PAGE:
Every workshop I attended was enlightening and gave me a glimpse behind the curtain of how experienced writers work. In the workshop “Form in Fiction,” editor Alvina Ling and authors Aida Salazar, Lygia Day Peñaflor, and Leah Henderson shared how form played an important role in communicating their stories and even theme. Discussing her verse novel The Moon Within, author Aida Salazar commented, “The structure can echo the theme of the book.” Her book is divided into four parts which connect to the four phases of the moon, a central theme in her novel.
In “Preserving and Protecting Black Childhood on the Page,” authors Ibi Zoboi, Leah Henderson and Renée Watson shared their writing journeys and the importance of positive representation in children’s literature for black children. Writing under the “white gaze” was discussed, as was the importance of writing authentic experiences that black children would understand while not “over-explaining” to mediate what white people might not. Zoboi commented that as members of marginalized groups, we read and navigate across cultures all the time and others can do the same. That being said, Watson encouraged writers to think about what educational supports we could provide for teachers when our books tackle complex topics. She shared that we can “help with conversations” by including discussion guides and other materials to help teachers develop context and foster fruitful discussion with students.
The day ended with a powerful reading by Jacqueline Woodson from her new book Red at the Bone and a panel discussion between Jacqueline and Dr. Rudine Sims Bishop. I’m an admirer of Dr. Bishop’s work and nervously introduced myself when I found myself sitting behind her in a workshop earlier in the day. The conversation between Dr. Bishop and Woodson did not disappoint and highlighted the importance of the work all of us in the room were doing. Dr. Bishop said, “Our basic task is to tell our stories. Basic and essential.” Many moments of wisdom were shared in the conversation, but these final words by Jacqueline Woodson have stayed with me. “One thing writing does is it legitimizes us. It allows us to see our power.”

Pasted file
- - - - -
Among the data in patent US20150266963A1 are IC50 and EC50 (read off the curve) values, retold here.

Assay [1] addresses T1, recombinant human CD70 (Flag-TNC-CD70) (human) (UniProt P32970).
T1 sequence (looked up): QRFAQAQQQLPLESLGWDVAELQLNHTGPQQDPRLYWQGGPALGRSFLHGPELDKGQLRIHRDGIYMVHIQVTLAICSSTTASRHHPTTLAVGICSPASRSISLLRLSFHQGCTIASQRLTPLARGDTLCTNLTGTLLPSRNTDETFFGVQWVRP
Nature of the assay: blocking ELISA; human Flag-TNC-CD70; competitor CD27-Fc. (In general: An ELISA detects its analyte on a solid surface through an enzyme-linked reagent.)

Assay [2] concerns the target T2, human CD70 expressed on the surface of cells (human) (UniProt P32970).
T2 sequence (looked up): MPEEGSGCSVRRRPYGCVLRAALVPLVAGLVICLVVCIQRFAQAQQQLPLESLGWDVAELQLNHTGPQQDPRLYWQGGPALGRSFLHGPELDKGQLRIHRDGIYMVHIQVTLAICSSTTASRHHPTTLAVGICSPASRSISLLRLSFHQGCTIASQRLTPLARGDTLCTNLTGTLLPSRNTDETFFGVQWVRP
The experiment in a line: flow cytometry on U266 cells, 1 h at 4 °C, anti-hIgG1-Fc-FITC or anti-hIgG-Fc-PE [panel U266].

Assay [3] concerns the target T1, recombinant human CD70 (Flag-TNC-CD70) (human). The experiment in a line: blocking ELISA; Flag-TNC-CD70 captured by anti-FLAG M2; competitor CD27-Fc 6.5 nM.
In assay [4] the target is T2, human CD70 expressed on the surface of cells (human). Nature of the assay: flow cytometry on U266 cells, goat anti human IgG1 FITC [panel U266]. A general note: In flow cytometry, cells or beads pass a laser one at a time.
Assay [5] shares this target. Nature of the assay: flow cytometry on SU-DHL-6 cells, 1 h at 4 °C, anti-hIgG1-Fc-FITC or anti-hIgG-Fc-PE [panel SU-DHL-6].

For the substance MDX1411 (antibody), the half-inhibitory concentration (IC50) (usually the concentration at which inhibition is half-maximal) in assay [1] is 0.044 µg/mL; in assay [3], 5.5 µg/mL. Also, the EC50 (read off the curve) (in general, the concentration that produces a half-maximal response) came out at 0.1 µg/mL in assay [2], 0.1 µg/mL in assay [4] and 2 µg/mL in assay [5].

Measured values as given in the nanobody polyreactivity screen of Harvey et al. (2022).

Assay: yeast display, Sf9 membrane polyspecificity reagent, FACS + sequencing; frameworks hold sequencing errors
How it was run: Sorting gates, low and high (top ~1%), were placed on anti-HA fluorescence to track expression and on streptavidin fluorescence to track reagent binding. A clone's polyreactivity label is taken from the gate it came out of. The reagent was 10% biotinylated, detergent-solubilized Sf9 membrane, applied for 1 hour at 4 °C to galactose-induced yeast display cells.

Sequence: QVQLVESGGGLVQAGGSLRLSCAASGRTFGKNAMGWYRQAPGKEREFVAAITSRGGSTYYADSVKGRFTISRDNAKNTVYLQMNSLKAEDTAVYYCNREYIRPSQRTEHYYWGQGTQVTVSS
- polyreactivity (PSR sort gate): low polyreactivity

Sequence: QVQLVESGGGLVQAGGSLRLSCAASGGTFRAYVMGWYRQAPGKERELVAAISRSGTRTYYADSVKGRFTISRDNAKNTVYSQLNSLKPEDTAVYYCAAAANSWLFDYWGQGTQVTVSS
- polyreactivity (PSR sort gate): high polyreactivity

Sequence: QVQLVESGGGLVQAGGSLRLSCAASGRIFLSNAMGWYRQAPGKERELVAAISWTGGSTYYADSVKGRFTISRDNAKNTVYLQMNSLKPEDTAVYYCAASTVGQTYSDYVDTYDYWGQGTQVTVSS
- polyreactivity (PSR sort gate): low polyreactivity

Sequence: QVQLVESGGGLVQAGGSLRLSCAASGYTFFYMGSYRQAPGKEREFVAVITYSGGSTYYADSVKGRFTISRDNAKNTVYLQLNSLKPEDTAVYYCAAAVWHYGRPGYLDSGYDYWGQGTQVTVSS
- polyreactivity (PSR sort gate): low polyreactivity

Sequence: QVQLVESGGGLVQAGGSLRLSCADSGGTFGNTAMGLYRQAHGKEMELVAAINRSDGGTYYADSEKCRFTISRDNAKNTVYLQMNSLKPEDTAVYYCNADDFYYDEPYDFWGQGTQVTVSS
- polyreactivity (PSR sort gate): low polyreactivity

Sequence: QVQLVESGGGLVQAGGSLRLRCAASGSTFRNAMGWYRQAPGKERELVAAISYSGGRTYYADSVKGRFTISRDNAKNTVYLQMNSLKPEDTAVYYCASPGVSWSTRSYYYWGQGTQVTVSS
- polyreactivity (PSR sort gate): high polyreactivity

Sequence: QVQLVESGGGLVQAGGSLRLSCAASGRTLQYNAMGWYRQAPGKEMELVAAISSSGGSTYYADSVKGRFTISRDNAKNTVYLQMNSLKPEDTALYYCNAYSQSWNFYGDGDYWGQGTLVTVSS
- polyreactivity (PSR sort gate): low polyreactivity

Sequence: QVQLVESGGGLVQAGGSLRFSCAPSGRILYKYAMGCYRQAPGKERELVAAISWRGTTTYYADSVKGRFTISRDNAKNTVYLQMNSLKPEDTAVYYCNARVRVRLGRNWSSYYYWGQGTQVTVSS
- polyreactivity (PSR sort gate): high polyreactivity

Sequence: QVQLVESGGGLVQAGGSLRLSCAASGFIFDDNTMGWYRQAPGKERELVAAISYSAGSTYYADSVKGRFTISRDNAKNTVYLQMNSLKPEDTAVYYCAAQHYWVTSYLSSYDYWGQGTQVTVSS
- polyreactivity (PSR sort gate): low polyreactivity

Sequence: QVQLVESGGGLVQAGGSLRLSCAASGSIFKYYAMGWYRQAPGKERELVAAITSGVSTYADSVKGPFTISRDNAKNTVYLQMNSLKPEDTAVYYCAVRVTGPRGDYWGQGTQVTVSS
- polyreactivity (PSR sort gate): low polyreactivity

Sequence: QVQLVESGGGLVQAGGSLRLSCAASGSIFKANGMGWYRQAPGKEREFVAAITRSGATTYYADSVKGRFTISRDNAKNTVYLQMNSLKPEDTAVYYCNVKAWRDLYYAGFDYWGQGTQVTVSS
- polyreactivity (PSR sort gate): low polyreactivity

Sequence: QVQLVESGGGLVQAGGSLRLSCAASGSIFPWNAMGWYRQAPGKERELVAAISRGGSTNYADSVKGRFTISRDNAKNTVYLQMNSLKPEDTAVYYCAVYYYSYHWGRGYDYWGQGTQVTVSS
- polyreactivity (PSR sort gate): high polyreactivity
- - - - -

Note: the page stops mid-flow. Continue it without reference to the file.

Before the final event, the award for manuscript critique submissions was announced. When Laura Pegram read my manuscript title DARK TIDE, I have to admit that I didn’t immediately recognize that I was the honoree. When she called my name, it finally clicked and I rose. I have worked on DARK TIDE for over five years, from first draft and through countless revisions with the help of critique partners and mentors. Walking to the stage amid applause and congratulations was a humbling and affirming moment.
I don’t know what to expect at the SCBWI Summer Conference, but I am eager to soak up as much knowledge as I can. I hope to meet professionals in the publishing industry and learn from fellow writers and creators. I’m so grateful to Kweli and SCBWI for the opportunity and can’t wait to see where it takes me.
At the end of Kweli, author Karuna Riazi tweeted, “So as always, #Kweli19 was amazing. It felt like a family reunion in a lot of ways and I kept remarking to people how I felt like whoever I bumped into was such a welcome face, whether I was just meeting them or have known them for ages.”
I agree wholeheartedly. People cheerfully greeted me and recalled our meetings from previous years at the conference and I exchanged cards and contact information with numerous new acquaintances.
Kweli is like a family reunion, but the joy of the conference is the feeling we take with us back to our drafting tables, desks, libraries, and coffee shops. The community is what will sustain us as we go back to the trenches and resume our publishing journeys.
Kweli is an oasis of love, laughter, and encouragement that I hope will be around to lift up Indigenous and POC creators for many years to come.